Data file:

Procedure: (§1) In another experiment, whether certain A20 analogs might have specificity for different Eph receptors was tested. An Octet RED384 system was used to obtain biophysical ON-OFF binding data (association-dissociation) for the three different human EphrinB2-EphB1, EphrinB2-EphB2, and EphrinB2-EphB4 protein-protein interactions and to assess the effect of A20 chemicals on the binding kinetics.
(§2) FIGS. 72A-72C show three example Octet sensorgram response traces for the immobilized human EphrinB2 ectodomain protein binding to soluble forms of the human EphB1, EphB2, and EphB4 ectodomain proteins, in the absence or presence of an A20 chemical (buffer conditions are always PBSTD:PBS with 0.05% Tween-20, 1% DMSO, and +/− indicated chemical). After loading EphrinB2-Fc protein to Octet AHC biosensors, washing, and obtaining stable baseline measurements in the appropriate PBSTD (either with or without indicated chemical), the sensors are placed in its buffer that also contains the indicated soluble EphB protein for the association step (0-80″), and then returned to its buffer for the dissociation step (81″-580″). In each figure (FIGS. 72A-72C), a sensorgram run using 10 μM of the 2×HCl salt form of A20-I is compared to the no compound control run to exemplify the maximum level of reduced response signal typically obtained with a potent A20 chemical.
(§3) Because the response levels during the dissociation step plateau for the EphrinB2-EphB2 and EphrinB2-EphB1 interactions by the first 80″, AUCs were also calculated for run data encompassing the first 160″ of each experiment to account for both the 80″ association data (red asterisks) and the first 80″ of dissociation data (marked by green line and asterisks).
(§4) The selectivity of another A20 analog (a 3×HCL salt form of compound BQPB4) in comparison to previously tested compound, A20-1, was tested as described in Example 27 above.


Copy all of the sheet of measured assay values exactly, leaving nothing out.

Procedure: (§1) In another experiment, whether certain A20 analogs might have specificity for different Eph receptors was tested. An Octet RED384 system was used to obtain biophysical ON-OFF binding data (association-dissociation) for the three different human EphrinB2-EphB1, EphrinB2-EphB2, and EphrinB2-EphB4 protein-protein interactions and to assess the effect of A20 chemicals on the binding kinetics.
(§2) FIGS. 72A-72C show three example Octet sensorgram response traces for the immobilized human EphrinB2 ectodomain protein binding to soluble forms of the human EphB1, EphB2, and EphB4 ectodomain proteins, in the absence or presence of an A20 chemical (buffer conditions are always PBSTD:PBS with 0.05% Tween-20, 1% DMSO, and +/− indicated chemical). After loading EphrinB2-Fc protein to Octet AHC biosensors, washing, and obtaining stable baseline measurements in the appropriate PBSTD (either with or without indicated chemical), the sensors are placed in its buffer that also contains the indicated soluble EphB protein for the association step (0-80″), and then returned to its buffer for the dissociation step (81″-580″). In each figure (FIGS. 72A-72C), a sensorgram run using 10 μM of the 2×HCl salt form of A20-I is compared to the no compound control run to exemplify the maximum level of reduced response signal typically obtained with a potent A20 chemical.
(§3) Because the response levels during the dissociation step plateau for the EphrinB2-EphB2 and EphrinB2-EphB1 interactions by the first 80″, AUCs were also calculated for run data encompassing the first 160″ of each experiment to account for both the 80″ association data (red asterisks) and the first 80″ of dissociation data (marked by green line and asterisks).
(§4) The selectivity of another A20 analog (a 3×HCL salt form of compound BQPB4) in comparison to previously tested compound, A20-1, was tested as described in Example 27 above.